The young people we spoke to value accessible and affordable education, but they worry they are not being equipped with the life skills and knowledge they need to be flourishing in the 21st century
When asked to choose from a list of 10 options (including ‘Other’) identifying “the single most important thing to you in the world right now”, the majority of respondents 25.4% (263 people) chose ‘Education/school’.
When asked, “What things are causing you to worry?” 49% percent of respondents (514 people) said, “Succeeding in studies and getting good grades.”
However, another common theme that came up in our interviews, the open-field survey questions and the workshops was that some young people (143 in our open-field survey) feel underserved by the education system, which they do not believe is preparing them for the 21st century.
Some young people felt under huge amounts of pressure with exams, homework, and deadlines.
“Having to think about what subjects you need to take throughout NCEA in order to set you up well for a career that you may potentially be in for your whole life is stressful. Being 15-16 is far too young to begin to decide what you want to do for the rest of your life.” - Lucas, 18, Trans Man, Thames
Others talked about how the education system adds unnecessary stress and does not teach young people the skills they need.
“NCEA in high school doesn't help students learn, it’s more like memorising to pass and I wish the education system taught us to learn about skills and information that would help us in life.” - Jenny, 17, Female, Mt Roskill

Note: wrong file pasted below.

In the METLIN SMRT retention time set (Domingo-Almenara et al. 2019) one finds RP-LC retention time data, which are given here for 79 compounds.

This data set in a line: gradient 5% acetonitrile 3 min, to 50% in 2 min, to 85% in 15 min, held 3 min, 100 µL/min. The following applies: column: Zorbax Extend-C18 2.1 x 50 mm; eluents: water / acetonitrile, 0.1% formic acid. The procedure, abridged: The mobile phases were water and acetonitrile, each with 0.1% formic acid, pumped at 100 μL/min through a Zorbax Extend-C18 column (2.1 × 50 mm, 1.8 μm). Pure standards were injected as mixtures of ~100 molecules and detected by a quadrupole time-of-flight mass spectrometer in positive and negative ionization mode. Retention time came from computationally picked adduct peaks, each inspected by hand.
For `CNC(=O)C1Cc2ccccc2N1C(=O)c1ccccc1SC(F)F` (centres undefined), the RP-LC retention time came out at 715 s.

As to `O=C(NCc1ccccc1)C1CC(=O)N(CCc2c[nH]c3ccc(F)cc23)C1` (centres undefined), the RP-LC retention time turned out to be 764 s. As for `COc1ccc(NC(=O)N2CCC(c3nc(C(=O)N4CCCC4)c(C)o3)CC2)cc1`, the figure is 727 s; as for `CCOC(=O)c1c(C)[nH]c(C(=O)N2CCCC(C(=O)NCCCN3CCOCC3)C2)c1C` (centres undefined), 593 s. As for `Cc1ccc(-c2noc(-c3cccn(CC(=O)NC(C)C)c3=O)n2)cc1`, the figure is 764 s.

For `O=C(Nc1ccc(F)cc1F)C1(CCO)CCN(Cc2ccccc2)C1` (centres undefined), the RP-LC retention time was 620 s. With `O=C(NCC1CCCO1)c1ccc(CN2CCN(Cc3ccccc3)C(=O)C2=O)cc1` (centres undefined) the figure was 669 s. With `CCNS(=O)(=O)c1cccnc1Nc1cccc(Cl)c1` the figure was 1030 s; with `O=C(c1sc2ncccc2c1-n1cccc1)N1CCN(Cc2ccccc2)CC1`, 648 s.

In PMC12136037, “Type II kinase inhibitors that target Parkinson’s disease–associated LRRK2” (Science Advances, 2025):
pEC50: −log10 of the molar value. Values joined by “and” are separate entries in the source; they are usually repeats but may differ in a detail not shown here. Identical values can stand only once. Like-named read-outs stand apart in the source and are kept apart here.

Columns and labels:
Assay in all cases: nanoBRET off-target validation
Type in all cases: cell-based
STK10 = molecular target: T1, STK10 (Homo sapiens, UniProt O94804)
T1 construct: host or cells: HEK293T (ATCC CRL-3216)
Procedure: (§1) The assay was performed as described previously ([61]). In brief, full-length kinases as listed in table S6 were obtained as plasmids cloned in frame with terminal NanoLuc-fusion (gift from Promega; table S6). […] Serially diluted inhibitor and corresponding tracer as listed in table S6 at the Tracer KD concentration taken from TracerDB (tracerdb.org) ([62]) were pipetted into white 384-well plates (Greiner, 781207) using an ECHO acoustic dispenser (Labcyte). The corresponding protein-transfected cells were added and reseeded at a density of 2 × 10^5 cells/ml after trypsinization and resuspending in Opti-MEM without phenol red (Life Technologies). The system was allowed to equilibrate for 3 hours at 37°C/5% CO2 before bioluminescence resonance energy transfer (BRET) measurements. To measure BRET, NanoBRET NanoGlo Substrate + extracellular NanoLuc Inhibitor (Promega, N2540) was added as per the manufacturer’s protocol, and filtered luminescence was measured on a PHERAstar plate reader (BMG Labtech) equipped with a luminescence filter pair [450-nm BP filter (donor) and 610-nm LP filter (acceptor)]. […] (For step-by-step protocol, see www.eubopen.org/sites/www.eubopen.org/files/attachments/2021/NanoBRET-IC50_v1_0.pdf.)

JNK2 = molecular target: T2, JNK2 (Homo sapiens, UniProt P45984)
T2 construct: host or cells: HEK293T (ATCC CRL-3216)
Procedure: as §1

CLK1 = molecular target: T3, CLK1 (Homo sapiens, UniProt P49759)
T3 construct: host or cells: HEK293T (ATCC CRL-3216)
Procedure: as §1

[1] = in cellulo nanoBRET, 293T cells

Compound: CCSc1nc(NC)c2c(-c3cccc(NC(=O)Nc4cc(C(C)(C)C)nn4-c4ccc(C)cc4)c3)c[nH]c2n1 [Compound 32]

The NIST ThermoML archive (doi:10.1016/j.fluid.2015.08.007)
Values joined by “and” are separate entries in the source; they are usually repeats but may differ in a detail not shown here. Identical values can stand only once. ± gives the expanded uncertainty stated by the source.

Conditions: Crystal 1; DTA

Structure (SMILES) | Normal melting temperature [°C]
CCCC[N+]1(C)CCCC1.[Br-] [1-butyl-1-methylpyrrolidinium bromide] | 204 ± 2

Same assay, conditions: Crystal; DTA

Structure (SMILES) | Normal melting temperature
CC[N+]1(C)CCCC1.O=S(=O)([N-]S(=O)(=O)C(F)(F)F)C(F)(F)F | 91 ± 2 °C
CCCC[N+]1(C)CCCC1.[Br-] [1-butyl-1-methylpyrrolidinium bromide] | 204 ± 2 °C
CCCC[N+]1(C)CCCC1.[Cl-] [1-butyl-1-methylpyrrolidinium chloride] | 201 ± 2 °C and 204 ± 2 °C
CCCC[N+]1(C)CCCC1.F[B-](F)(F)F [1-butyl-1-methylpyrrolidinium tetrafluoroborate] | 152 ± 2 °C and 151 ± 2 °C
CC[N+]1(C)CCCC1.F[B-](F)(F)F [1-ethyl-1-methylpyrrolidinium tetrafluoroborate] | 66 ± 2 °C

“The education system isn’t preparing us for the future as well as other countries. And I also think that something needs to be done to show the purpose of everything because sometimes at school it can all get a bit too much and stressful and it’s hard to see the bigger picture. It can make you feel lost and without a purpose, but it’s so important not to feel that way so that you feel like life is worth living.” - Anon, 17, Female, Christchurch
“I don’t even trust that our schools are preparing us for the future of work. I know it’s going to be a gig economy and I’ll probably work 10 different jobs in my lifetime. It’s different from when my parents were young.” - Workshop participant
Some people also mentioned a lack of student support services.
“I want to see better wages, more community support, better student services.” - Anon, 20, Female, Dunedin
The teacher we interviewed is concerned about the lack of sexuality, healthy relationships and consent education in schools.
“There are very endemic, very entrenched wellbeing issues around sexual health and consent and relationships which young people are very unaware of often. That has flow on impacts in terms of what they think of as normal as adults and how they treat others.
“I see it from sexual aggression, to just misunderstandings, to a complete absence of knowledge about certain areas. Alternatively young boys for example are not learning decent social skills because as teenagers they communicate and socialise mostly through video games or sport for example. They aren’t actually learning these very useful soft social skills and interactions, like being vulnerable, communicating clearly, understanding your emotions and being able to process them and talk about it.” - Anon, Teacher, Male
This was supported by what we heard from young people too.
“Things I’m worried about: Mental health, bullying, suicide, cyber-safety. The fact young people are not educated enough on sexual safety in terms of consent and manipulation and in some cases one person will do something to another person and then go brag about it but other people encourage this and congratulate them so the victim feels that they were in the wrong. Often guys think its cool to have done sexual things to girls even if the girl didnt want it and then they tell all their mates about it. I saw it happen a lot at school; people encouraging things that shouldn't have happened.” - Anon, 19, Female, Lower Hutt